Q: My boyfriend and I have been together for almost a year. Every time we have sex I can’t climax. Is it physical or mental? PLEASE HELP.
A: Great question! First thing we always recommend is ruling out any medical reasons why this could be happening. For example, medication side effects can cause problems with achieving an orgasm. After ruling out any medical reasons, next question is can you have an orgasm through masturbation? It’s common for women to be able to achieve an orgasm through masturbation but not through vaginal intercourse or through stimulation by their partner. This makes sense since we know how to touch our body in ways that drive us wild. We know the right places, timing, pressure, sensation, etc. needed to reach an orgasm. However, our partners don’t have that same insight or feedback, thus they are often “in the dark”, so to speak.
Many women feel uncomfortable openly asserting their sexual needs and wants. However, this is critically important. You need to teach your partner how your body works and what it takes to reach an orgasm. Try physically showing your partner how you like to be touched and what you do when you masturbate. You can make this fun “education” part of foreplay since many men love to watch women masturbate. Or you can show him while you both are engaged in a sexual activity.
And remember, approximately 70% of women need some kind of clitoral stimulation to have an orgasm, even during penetrative intercourse! So, you can try using a toy or his or your hand to give you clitoral pleasure during intercourse. With this added stimulation, you may be able to reach orgasm during intercourse. Some women love both sensations.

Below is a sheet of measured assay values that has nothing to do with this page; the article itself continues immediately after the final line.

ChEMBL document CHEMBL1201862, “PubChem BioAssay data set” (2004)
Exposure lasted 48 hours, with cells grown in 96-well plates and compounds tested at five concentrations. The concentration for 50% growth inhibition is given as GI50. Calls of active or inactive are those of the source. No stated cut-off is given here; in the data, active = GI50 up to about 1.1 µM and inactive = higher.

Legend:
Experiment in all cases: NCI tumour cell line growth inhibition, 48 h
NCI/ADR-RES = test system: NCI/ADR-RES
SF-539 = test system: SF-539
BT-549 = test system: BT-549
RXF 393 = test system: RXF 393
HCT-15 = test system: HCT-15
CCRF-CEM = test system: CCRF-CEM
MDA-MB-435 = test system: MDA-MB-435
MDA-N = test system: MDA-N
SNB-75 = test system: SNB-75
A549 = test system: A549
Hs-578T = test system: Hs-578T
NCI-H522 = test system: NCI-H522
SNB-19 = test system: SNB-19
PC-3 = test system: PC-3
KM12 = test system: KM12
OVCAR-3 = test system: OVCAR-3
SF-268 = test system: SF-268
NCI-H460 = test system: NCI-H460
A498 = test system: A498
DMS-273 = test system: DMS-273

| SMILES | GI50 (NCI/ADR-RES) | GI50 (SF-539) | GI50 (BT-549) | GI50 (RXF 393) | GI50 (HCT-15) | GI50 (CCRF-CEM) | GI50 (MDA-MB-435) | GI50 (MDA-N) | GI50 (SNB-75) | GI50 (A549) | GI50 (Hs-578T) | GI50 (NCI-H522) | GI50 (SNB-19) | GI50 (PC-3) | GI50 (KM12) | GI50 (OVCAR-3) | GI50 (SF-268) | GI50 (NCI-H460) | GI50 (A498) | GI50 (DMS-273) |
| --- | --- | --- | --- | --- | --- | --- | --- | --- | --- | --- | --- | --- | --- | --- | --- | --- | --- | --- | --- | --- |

There can be many other reasons why this could be happening. For example, some women have not really given themselves permission to receive pleasure and thus, they feel guilty when they do. Some women may feel an obligation or duty to have sex with their partner which makes having an orgasm difficult. Also, relationship conflicts or anger/resentment toward your partner can interfere with achieving an orgasm. Rushing into intercourse without taking the time to get fully aroused can be another reason. Being distracted by your thoughts or worrying about performance can create problems with achieving an orgasm. Taking medications such as antidepressants can inhibit the ability to have an orgasm. And lastly, feeling pressured to have an orgasm or “trying” too hard to achieve one can also create a problem.
So, as you can see there are many possible reasons why this could be happening. You may want to check out the book, Becoming Orgasmic: A Sexual and Personal Growth Program for Women by Julia Heiman and Joseph LoPiccolo. This book provides a program designed to help women overcome the myriad obstacles to complete sexual satisfaction. If the problem persists after trying some of the things mentioned here, then we recommend consulting a sex therapist in your area. You can find a sex therapist at AASECT.org or The American Board of Sexology. Hope this helps!
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